Paying lip service to the Davos theme of creating a shared future in a fractured world, world leaders took the opportunity to punt for investment in between wining and dining with business leaders.
The South African delegation’s Davos outing may have dominated the headlines in South Africa, but it is Trump who is hogging the overseas headlines. Our Davos inspired euphoria should come down to earth.
South Africa has strong competition in trying to attract investment, and we may only achieve “a country to watch” status. Whereas Deputy President Cyril Ramaphosa addressed a packed room of 130 delegates, President Trump attracted a couple of thousand. And even though not everyone in the audience was a fan of Trump, he is, after all, a master salesman. And the US wants investment.
The US stock market is hitting unprecedented highs. During the course of the Davos week US officials even managed to make “America first does not mean America alone” almost palatable. And what better surety can investors have than the president of the world’s strongest economy proclaiming that “America is open for business and we are competitive once again”. Trump has slashed the corporate tax rate from 35% to 21%, and is cutting regulations. Consumer confidence is at record highs, and unemployment is at its lowest. The US stock market is soaring, with the tech giants of Facebook, Microsoft, Alphabet, Amazon and Apple, having a market capitalisation of $3.6 trillion.
Trump’s speech may have been criticised by the liberals, but he knows how to provide certainty to investors and attract the money.
Jostling for position, Emmanuel Macron also announced that “France is back”. His underlying message of “invest, share and protect” did not prevent his accusers labelling him as the “president of the rich”. France has also reduced protection for workers and lowered corporate taxes for smaller companies from 33.33% to 28%. France is particularly targeting the tech giants for investment.
The deputy president may be hopeful that he has attracted new investment into SA. But what can he offer? He cannot even be certain that he will be giving the State of the Union address on February 8. And he has not yet reigned in those members of the political elite who continue to utter conflicting statements. After all, he only managed a narrow victory in December.
SA has run out of money to offer new incentives to attract investment, and the business environment remains uncertain:
- The Investing in Africa Mining Indaba, which brings together international mining companies, governments, and investors, kicks off on February 5 in Cape Town. The High Court review of the controversial new SA Mining Charter has been postponed to mid-February. No doubt Mineral Resources Minister Mosebenzi Zwane will use his appearance at the Mining Indaba to again ruffle feathers in explaining why this new Mining Charter fits in with what is intended by “radical economic transformation”.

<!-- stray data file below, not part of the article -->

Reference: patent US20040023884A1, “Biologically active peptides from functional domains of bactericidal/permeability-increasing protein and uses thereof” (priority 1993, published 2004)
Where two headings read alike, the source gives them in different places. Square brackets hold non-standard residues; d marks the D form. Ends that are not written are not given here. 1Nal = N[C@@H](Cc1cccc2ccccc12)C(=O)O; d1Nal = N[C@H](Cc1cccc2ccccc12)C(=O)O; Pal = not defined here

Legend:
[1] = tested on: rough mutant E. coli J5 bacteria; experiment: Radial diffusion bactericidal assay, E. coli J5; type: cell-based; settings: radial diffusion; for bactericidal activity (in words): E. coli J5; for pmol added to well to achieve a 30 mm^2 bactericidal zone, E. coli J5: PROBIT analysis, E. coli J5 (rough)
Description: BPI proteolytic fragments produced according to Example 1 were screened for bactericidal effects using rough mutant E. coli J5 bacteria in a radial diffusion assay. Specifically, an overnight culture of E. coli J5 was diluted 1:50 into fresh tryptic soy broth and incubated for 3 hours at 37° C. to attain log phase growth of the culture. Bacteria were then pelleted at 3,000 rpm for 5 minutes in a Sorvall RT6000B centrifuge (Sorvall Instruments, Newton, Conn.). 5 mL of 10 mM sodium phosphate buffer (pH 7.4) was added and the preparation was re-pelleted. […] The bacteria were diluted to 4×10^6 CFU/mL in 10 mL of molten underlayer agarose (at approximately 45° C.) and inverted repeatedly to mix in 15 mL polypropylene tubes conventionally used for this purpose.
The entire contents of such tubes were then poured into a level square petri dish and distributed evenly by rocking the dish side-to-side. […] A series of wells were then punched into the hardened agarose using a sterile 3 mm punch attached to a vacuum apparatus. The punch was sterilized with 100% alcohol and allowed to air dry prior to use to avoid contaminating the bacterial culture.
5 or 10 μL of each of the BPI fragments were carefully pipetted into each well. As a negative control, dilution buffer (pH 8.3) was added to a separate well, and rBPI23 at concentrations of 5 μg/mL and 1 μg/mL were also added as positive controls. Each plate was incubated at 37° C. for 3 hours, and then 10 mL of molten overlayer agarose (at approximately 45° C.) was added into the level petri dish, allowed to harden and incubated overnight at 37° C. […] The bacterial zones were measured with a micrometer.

- Mining tax incentives and the negative role they play in profit shifting will also come up for discussion at the Indaba. Until there is more clarity around the SA Mining Charter and more certainty around the tax treatment of mines, it is unlikely that mining in SA will see new investment in the foreseeable future.
- National Treasury has some deep holes to full, from making up for Sars revenue shortfall, to propping up the parasitic state-owned entities (SOEs), to the promised free university education. Seeking more revenue could impact the company tax rate, the slashing of tax incentives, forced investment in government projects, the VAT rate, or any number of new measures.
- If National Treasury does not have an accurate picture of the debt position and the cash requirements of all the large state-owned entities by the time the budget is finalised, we could be in for some nasty shocks before the end of the year.
Struggling to clear itself of state capture and corruption, SA must get its own house in order before it can compete with the rest of the world for investment.
- The Hawks have carried out some raids and have no doubt collected a couple of boxes of documents – let us wait and see what they do with them. Collecting documents is easy. Studying them and putting together credible evidence in order to lay a charge and make it stick, well, that is an altogether different thing.
- Eskom has not yet been saved. Replacing an inept board with a better board will be ineffective if there is not an efficient underlying workable structure.
- Time is running out to bring the SOEs into line. This includes sorting out the SOE debt, charging corrupt officials, nullifying fraudulent contracts, halting nepotism, employing staff with the requisite skills and experience, and putting an immediate end to irregular and wasteful expenditure.
Until we do this, no one will be sending us a life raft.